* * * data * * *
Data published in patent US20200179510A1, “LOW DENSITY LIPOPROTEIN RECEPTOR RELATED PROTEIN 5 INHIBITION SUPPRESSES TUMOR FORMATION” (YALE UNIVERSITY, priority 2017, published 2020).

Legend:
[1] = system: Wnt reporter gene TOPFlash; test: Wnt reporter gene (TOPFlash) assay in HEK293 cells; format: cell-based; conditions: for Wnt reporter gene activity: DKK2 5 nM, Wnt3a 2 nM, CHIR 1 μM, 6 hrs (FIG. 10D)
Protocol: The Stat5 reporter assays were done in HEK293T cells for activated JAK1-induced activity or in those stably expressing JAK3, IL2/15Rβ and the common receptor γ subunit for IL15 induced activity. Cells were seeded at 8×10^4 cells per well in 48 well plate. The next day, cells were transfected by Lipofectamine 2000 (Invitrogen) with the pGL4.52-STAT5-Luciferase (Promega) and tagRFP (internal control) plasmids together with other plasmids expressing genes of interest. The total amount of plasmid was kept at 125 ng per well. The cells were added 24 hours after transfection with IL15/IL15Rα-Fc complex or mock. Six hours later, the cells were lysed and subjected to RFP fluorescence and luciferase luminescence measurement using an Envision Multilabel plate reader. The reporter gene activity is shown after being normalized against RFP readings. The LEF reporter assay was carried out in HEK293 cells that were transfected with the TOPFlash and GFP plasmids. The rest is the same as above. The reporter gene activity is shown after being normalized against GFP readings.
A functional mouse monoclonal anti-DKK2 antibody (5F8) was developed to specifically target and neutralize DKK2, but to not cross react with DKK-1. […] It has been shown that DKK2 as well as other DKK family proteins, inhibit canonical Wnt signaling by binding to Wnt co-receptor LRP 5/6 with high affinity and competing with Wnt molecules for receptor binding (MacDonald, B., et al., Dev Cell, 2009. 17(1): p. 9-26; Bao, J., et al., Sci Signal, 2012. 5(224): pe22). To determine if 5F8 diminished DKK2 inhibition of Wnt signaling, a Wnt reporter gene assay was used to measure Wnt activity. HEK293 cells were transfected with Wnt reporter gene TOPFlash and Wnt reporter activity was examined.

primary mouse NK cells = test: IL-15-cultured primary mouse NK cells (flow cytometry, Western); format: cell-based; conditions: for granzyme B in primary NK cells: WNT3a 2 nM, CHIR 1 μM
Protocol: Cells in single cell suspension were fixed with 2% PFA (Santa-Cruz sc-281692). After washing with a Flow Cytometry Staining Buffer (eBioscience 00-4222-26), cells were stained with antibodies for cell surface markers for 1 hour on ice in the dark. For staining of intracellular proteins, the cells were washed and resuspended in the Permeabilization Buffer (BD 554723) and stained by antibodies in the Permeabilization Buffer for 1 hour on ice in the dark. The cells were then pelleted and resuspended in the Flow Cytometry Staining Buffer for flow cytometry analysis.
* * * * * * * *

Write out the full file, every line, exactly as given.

Data published in patent US20200179510A1, “LOW DENSITY LIPOPROTEIN RECEPTOR RELATED PROTEIN 5 INHIBITION SUPPRESSES TUMOR FORMATION” (YALE UNIVERSITY, priority 2017, published 2020).

Legend:
[1] = system: Wnt reporter gene TOPFlash; test: Wnt reporter gene (TOPFlash) assay in HEK293 cells; format: cell-based; conditions: for Wnt reporter gene activity: DKK2 5 nM, Wnt3a 2 nM, CHIR 1 μM, 6 hrs (FIG. 10D)
Protocol: The Stat5 reporter assays were done in HEK293T cells for activated JAK1-induced activity or in those stably expressing JAK3, IL2/15Rβ and the common receptor γ subunit for IL15 induced activity. Cells were seeded at 8×10^4 cells per well in 48 well plate. The next day, cells were transfected by Lipofectamine 2000 (Invitrogen) with the pGL4.52-STAT5-Luciferase (Promega) and tagRFP (internal control) plasmids together with other plasmids expressing genes of interest. The total amount of plasmid was kept at 125 ng per well. The cells were added 24 hours after transfection with IL15/IL15Rα-Fc complex or mock. Six hours later, the cells were lysed and subjected to RFP fluorescence and luciferase luminescence measurement using an Envision Multilabel plate reader. The reporter gene activity is shown after being normalized against RFP readings. The LEF reporter assay was carried out in HEK293 cells that were transfected with the TOPFlash and GFP plasmids. The rest is the same as above. The reporter gene activity is shown after being normalized against GFP readings.
A functional mouse monoclonal anti-DKK2 antibody (5F8) was developed to specifically target and neutralize DKK2, but to not cross react with DKK-1. […] It has been shown that DKK2 as well as other DKK family proteins, inhibit canonical Wnt signaling by binding to Wnt co-receptor LRP 5/6 with high affinity and competing with Wnt molecules for receptor binding (MacDonald, B., et al., Dev Cell, 2009. 17(1): p. 9-26; Bao, J., et al., Sci Signal, 2012. 5(224): pe22). To determine if 5F8 diminished DKK2 inhibition of Wnt signaling, a Wnt reporter gene assay was used to measure Wnt activity. HEK293 cells were transfected with Wnt reporter gene TOPFlash and Wnt reporter activity was examined.

primary mouse NK cells = test: IL-15-cultured primary mouse NK cells (flow cytometry, Western); format: cell-based; conditions: for granzyme B in primary NK cells: WNT3a 2 nM, CHIR 1 μM
Protocol: Cells in single cell suspension were fixed with 2% PFA (Santa-Cruz sc-281692). After washing with a Flow Cytometry Staining Buffer (eBioscience 00-4222-26), cells were stained with antibodies for cell surface markers for 1 hour on ice in the dark. For staining of intracellular proteins, the cells were washed and resuspended in the Permeabilization Buffer (BD 554723) and stained by antibodies in the Permeabilization Buffer for 1 hour on ice in the dark. The cells were then pelleted and resuspended in the Flow Cytometry Staining Buffer for flow cytometry analysis.